In early September the RBC Whistler Grand Fondo took place. MEC was represented by an enthusiastic crew in sharp new Castelli kits. As I am one of the Envoy members as "Ski Mountaineer" I was stoked to be part of the team for the event !
|Ryders Legendary "Giro D'italia" Pink Jersey for Auction !|
After the ride I started looking around for more Fondo’s before hanging up the road bike before I started prepping for winter. I soon found Ryder Hesejdals 3rd annual Victoria ride was happening on Sept 22.
It seemed like the perfect excuse to head over to the island and soak up the legendary sunshine they supposedly get.
WWW.TOUR DE VICTORIA
WWW.TOUR DE VICTORIA
The event has 3 distances of 50km 100km and 140km to match goals of those that want to take part.
The 140km option route follows many of the classic roads in the Victoria area with over 1500m of climbing.
The level of organization at these events is impressive; the enthusiasm of those involved is contagious as is the smiles of the many volunteers.
I connected with my good friend and former Iron man champion “Peter Reid” for some pre-event fueling and I tried to squeeze some local’s knowledge of the course.
Before turning in for the night I did some last minute fine-tuning of the bike, then anticipating precipitation, dropped the tire pressure. Before I knew it my alarm jolted me awake and instantly my ears were alert to rain hitting the patio deck..
|Gear Junkies !|
|Essential for long, cold day's in the saddle- Taint Love and Hot Balm !|
At the start line it was great to see some familiar faces and folks of all shapes and sizes ! Some were there to be competitive, while others were more goal oriented where finishing an event of this nature was on their bucket list.
|Start and finish in front of the Parliment buildings, Victoria !|
After some quick speeches from local celebrities we rolled out to the National Anthem for a 5km neutral start. The 1500 riders in the 140km distance were off for a clockwise circuit around Greater Victoria in an absolute deluge of rain and wind. Even Victoria is not excluded from our coastal mountain monsoons!
Everybody looked dressed for the occasion and it was clear that spirits were not dampened one bit.
The loop took us through some amazing scenic back roads, secondary feeders and bike paths.
The lack of rain throughout the summer created slick roads and being conservative on the corners was key to keeping the rubber side down.
The highpoint of the course was on Munn road with a 6km climb with grades up to 18%. We were rewarded with a fast 8km technical down hill that demanded careful braking and line choices. A rider slid out in front of me and I had to change my line, taking me off the road to what looked like certain carnage. My mountain bike instincts kicked in and I negotiated and weaved through some big rocks before going over the bars at a manageable speed. I quickly ran back to the road, and took off, in a calm but disappointed realization that I might not catch the front group. Riding on my own gave me ideal line choices and little stress from having others around me and after 15 minutes of chasing I reattached to the lead group and started to refuel and put my raincoat back on.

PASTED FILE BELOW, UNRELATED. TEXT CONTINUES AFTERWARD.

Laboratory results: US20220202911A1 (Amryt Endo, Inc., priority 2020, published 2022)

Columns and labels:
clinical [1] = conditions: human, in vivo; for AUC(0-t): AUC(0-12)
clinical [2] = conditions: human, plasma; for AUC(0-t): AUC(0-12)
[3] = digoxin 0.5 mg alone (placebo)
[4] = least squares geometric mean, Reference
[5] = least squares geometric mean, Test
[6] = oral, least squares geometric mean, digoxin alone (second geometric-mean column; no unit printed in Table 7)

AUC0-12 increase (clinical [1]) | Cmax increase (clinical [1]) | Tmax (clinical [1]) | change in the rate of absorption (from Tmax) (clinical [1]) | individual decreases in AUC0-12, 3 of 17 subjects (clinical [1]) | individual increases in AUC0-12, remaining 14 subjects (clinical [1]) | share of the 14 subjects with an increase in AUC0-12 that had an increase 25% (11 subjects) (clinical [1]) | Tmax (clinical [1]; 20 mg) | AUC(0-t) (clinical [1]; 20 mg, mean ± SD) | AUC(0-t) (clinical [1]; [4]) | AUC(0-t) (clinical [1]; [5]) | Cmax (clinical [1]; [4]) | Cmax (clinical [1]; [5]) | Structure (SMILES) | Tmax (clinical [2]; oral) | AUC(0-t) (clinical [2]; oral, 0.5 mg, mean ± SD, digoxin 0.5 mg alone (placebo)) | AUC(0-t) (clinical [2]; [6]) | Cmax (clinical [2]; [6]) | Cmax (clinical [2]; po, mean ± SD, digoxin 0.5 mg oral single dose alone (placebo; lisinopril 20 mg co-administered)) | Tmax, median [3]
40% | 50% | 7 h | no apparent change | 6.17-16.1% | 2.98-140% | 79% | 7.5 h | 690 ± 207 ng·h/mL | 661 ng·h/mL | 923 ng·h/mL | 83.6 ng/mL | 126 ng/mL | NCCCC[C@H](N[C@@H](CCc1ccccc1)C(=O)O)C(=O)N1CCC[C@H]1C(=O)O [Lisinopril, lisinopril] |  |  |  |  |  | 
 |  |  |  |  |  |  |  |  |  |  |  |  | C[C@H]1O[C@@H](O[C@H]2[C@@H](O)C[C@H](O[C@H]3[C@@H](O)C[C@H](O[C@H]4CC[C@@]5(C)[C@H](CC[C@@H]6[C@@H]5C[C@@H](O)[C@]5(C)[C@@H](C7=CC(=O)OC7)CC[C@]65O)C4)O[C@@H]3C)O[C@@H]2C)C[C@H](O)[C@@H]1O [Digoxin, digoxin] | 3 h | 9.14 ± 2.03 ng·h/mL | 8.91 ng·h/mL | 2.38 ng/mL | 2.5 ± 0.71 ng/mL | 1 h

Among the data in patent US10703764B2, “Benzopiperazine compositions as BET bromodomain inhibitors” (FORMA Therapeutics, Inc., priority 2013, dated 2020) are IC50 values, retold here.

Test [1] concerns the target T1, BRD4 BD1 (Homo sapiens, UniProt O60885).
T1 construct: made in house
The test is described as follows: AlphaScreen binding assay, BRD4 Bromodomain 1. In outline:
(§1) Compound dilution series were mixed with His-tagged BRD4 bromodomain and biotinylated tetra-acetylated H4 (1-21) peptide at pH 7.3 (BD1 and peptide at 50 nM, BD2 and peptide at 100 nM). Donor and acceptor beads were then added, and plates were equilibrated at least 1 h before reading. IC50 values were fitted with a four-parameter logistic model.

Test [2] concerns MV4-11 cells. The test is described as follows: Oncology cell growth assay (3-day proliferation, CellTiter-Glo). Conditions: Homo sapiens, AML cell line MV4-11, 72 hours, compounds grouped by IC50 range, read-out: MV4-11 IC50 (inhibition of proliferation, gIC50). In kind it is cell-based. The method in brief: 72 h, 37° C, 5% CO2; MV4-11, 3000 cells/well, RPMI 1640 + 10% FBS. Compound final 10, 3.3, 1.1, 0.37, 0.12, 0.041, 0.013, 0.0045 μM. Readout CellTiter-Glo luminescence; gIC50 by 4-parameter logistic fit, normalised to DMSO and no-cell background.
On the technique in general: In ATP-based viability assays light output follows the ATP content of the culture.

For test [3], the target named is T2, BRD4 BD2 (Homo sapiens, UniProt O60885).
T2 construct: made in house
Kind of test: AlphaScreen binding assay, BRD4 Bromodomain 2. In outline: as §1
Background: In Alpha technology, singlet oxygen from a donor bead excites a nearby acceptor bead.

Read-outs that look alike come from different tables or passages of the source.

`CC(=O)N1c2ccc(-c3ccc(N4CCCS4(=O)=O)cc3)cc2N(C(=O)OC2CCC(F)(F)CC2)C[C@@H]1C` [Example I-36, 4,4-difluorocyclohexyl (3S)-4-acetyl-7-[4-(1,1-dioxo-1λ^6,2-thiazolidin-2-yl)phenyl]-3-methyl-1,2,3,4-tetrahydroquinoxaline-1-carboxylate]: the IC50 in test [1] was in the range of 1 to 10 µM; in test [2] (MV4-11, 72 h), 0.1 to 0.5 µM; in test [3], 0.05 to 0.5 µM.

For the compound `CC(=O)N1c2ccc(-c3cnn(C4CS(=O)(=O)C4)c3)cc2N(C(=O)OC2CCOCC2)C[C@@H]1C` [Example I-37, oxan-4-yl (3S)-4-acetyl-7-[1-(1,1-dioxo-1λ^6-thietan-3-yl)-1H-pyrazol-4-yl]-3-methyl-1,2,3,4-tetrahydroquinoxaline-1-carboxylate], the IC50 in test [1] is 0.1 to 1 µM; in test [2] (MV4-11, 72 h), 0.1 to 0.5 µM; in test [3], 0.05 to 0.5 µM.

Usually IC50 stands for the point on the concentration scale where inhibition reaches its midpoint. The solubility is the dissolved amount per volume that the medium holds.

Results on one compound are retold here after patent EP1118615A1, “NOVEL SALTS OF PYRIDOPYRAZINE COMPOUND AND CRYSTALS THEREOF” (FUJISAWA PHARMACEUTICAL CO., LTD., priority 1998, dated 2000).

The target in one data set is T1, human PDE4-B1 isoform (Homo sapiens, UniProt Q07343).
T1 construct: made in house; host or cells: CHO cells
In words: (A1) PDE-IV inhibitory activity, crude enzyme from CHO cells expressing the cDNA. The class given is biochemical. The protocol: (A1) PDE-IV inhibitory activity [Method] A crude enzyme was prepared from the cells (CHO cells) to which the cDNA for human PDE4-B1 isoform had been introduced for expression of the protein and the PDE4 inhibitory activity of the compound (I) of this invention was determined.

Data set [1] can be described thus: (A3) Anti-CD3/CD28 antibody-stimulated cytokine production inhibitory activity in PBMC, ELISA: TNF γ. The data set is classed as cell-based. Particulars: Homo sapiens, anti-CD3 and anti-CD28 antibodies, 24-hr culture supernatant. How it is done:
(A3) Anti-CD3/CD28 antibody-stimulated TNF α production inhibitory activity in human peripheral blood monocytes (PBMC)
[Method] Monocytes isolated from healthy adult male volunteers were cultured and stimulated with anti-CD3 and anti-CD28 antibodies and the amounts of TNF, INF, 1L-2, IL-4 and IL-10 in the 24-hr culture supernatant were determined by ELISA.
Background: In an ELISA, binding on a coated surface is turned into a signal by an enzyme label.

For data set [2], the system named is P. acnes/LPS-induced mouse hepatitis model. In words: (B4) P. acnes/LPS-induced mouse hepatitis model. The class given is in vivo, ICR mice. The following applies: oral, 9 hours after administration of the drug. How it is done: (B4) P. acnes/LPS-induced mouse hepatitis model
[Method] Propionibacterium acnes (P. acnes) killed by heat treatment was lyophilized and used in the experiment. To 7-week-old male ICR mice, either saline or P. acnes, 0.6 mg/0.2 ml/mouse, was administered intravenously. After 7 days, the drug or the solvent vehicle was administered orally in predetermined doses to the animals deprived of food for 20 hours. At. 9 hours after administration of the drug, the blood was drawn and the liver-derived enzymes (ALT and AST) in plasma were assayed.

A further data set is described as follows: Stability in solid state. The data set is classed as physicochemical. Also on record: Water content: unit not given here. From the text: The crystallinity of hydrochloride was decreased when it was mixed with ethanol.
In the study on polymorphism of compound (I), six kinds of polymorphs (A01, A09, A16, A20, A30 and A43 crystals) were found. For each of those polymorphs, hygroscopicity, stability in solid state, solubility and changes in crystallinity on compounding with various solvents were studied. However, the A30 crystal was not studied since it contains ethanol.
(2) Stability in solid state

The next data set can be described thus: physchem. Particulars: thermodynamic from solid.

The hill had naturally selected about 20 riders and it seemed this group would roll to the line for a field sprint.
That thought nearly crumbled when we hit a long cross wind section and a few of the local pro’s put their heads down and ramped up the speeds.
Eventually the road turned and we had the wind at our backs, the average speed went up but the effort went down.
As the roads snaked along the coast we still had to have our guard up for slick corners and especially the crosswalk paint ! There were a few crashes, usually at low speed and low consequence but it likely meant losing contact with the front group.
Eventually there was a fairly big crash . Again I nearly hit the deck but was able stay on my feet. I got my chain back on and thought for sure the peloton was gone.
I had one chance of connecting back to the group so I put my head down and ran through my gears and sat at my aerobic threshold in time trial mode until I caught back onto the tail of the dwindling pack.
Just as I arrived Rob Britton a local pro riding for a British team jumped away on a set of small rollers.
I was in no condition to try to join him so I sat back and tried to recover from my effort.
He slowly pulled away while our speeds fluctuated from lack of pack commitment.
About 10km away from the finish I tried a small move at the base of a climb and ended up dangling about 200 ft in front of the peloton so I shut it down.
Our group was rolling along at a moderately fast pace but essentially Rob was going to take the race if we did not commit.
3 km from the finish the group hesitated a little bit and I decided to have another dig, thinking that if I could make it to the final corners I had a shot at 2nd.
I immediately opened up a sizable gap, enough to pull it off; or so I thought.
As I turned into Victoria I was faced with a strong head wind. The Peloton was breathing down my neck and with fading legs, I was caught 100m from the finish for 9th overall.
Roger Lee who was also riding under the MEC Banner was 8th after overcoming some difficulties along the route.
It was awesome to see the continuous stream of riders coming across the line. It didn’t matter if you were a 50 km or 140km participant the achievement of taking part in the Tour and taking on the personal challenge was what brought a great cycling community together !